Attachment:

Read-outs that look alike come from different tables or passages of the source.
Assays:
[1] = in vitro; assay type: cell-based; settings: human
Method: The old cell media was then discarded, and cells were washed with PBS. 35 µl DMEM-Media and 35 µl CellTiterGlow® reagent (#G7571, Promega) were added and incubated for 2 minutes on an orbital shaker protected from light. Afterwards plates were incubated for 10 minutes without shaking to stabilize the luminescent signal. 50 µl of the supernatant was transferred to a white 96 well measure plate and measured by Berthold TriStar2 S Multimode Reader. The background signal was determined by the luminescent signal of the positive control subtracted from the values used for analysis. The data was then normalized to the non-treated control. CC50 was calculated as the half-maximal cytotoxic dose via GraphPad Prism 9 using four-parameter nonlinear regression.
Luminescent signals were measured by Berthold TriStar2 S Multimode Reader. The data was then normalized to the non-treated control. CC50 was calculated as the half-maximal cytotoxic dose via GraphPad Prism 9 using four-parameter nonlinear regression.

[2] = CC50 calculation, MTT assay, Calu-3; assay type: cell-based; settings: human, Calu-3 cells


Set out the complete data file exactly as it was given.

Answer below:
Read-outs that look alike come from different tables or passages of the source.
Assays:
[1] = in vitro; assay type: cell-based; settings: human
Method: The old cell media was then discarded, and cells were washed with PBS. 35 µl DMEM-Media and 35 µl CellTiterGlow® reagent (#G7571, Promega) were added and incubated for 2 minutes on an orbital shaker protected from light. Afterwards plates were incubated for 10 minutes without shaking to stabilize the luminescent signal. 50 µl of the supernatant was transferred to a white 96 well measure plate and measured by Berthold TriStar2 S Multimode Reader. The background signal was determined by the luminescent signal of the positive control subtracted from the values used for analysis. The data was then normalized to the non-treated control. CC50 was calculated as the half-maximal cytotoxic dose via GraphPad Prism 9 using four-parameter nonlinear regression.
Luminescent signals were measured by Berthold TriStar2 S Multimode Reader. The data was then normalized to the non-treated control. CC50 was calculated as the half-maximal cytotoxic dose via GraphPad Prism 9 using four-parameter nonlinear regression.

[2] = CC50 calculation, MTT assay, Calu-3; assay type: cell-based; settings: human, Calu-3 cells